Ep. 148: Angie Fearn, TD
34:17Angie Fearn comes to us from OPEX Orlando to discuss diversity of thought and its importance for enterprise. While diversity has become a loaded buzzword, Angie refocuses its compass around the way different people come with their own set of skills and capabilities. As a leader—and a human—it is natural to want to hire people who look and think like you. It takes an insightful leader to actively diversify their talent in order to fill in the gaps that exist within the leadership team and the enterprise at large. Angie explores the differences between subject matter experts and soft skill experts. Balancing the two in a way that makes sense ensures that employees are ready for the future of work, while still bringing their current expertise into the role. Angie offers several in-depth examples of transformation done right, what the future of the workforce looks like, and the role AI plays in it all.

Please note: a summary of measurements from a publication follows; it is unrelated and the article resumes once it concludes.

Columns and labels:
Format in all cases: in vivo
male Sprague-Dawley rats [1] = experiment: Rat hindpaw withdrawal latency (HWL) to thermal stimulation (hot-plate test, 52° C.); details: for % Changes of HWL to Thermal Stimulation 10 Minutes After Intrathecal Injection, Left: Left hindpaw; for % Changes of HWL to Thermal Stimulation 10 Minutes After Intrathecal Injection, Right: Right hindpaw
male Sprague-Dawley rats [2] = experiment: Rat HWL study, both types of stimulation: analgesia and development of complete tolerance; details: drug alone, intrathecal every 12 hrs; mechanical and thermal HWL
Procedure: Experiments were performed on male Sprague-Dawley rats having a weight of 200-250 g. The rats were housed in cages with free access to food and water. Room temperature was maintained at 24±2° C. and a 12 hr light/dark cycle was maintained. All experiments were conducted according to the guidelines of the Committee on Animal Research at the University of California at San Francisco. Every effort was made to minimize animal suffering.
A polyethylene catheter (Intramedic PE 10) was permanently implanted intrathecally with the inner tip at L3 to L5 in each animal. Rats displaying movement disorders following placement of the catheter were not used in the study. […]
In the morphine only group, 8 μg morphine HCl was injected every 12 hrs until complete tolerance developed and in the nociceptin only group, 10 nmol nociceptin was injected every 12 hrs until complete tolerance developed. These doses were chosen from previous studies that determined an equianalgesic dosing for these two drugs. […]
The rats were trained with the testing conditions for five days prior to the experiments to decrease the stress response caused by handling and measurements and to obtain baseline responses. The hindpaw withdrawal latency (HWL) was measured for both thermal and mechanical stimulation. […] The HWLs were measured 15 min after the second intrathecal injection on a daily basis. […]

Ep. 147: Dmitry Popov, Mann + Hummel
30:57Dmitri Popov, global service management lead for Mann + Hummel Group, joins us today to discuss scaling RPA. Dmitri himself admits that such a process is painful, in part because of the few successful enterprise examples for which to model after. Dmitri points to IBM as a company who has done it well. Next, Dmitri discusses how to leverage shared services in the most efficient way, exemplifying R&D and certain purchasing aspects. One of the most difficult components of implementing RPA across the workflow is acceptance and adherence. Dmitri doesn’t mince words when it comes to what it takes in a person—not just an enterprise—to accept change, no matter how positive that change may ultimately be.